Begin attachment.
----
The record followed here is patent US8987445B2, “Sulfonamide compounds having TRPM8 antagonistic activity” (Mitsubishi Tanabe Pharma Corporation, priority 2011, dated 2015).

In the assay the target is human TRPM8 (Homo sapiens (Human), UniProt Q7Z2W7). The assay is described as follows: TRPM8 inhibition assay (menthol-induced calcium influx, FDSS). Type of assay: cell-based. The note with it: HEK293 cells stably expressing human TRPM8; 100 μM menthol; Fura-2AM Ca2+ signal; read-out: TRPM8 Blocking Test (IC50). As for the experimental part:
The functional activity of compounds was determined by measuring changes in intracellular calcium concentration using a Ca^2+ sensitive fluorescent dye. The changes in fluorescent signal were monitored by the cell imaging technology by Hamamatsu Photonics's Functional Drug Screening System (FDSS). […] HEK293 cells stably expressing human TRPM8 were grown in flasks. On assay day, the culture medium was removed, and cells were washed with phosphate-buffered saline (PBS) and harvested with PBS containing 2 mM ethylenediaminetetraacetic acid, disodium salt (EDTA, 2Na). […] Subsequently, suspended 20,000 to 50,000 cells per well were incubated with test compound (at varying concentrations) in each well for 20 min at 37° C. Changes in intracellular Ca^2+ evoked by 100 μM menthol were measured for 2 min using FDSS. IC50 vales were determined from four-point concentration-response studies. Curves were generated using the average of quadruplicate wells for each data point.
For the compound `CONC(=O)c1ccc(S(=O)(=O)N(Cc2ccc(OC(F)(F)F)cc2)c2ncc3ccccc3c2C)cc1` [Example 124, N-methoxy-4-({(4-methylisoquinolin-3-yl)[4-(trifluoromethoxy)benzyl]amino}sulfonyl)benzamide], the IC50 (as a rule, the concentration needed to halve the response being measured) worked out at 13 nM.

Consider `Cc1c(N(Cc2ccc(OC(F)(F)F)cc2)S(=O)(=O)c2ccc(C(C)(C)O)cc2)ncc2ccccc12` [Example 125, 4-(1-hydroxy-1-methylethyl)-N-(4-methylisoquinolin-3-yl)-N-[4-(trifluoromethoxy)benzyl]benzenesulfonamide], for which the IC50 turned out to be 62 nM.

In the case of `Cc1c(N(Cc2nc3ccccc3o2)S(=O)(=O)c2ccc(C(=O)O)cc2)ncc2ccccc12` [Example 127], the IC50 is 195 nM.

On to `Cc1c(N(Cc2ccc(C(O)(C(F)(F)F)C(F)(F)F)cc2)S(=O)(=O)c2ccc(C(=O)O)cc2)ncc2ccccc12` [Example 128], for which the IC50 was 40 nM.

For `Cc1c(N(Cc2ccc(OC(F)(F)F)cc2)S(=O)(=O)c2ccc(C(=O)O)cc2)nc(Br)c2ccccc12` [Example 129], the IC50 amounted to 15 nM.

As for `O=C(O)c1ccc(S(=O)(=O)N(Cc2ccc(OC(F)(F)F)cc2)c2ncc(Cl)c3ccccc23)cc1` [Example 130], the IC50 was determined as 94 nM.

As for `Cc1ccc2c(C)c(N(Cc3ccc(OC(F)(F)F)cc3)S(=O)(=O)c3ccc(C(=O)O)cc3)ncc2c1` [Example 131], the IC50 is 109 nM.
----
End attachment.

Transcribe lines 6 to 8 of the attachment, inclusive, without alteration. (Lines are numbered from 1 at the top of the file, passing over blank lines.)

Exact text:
In the case of `Cc1c(N(Cc2nc3ccccc3o2)S(=O)(=O)c2ccc(C(=O)O)cc2)ncc2ccccc12` [Example 127], the IC50 is 195 nM.

On to `Cc1c(N(Cc2ccc(C(O)(C(F)(F)F)C(F)(F)F)cc2)S(=O)(=O)c2ccc(C(=O)O)cc2)ncc2ccccc12` [Example 128], for which the IC50 was 40 nM.

For `Cc1c(N(Cc2ccc(OC(F)(F)F)cc2)S(=O)(=O)c2ccc(C(=O)O)cc2)nc(Br)c2ccccc12` [Example 129], the IC50 amounted to 15 nM.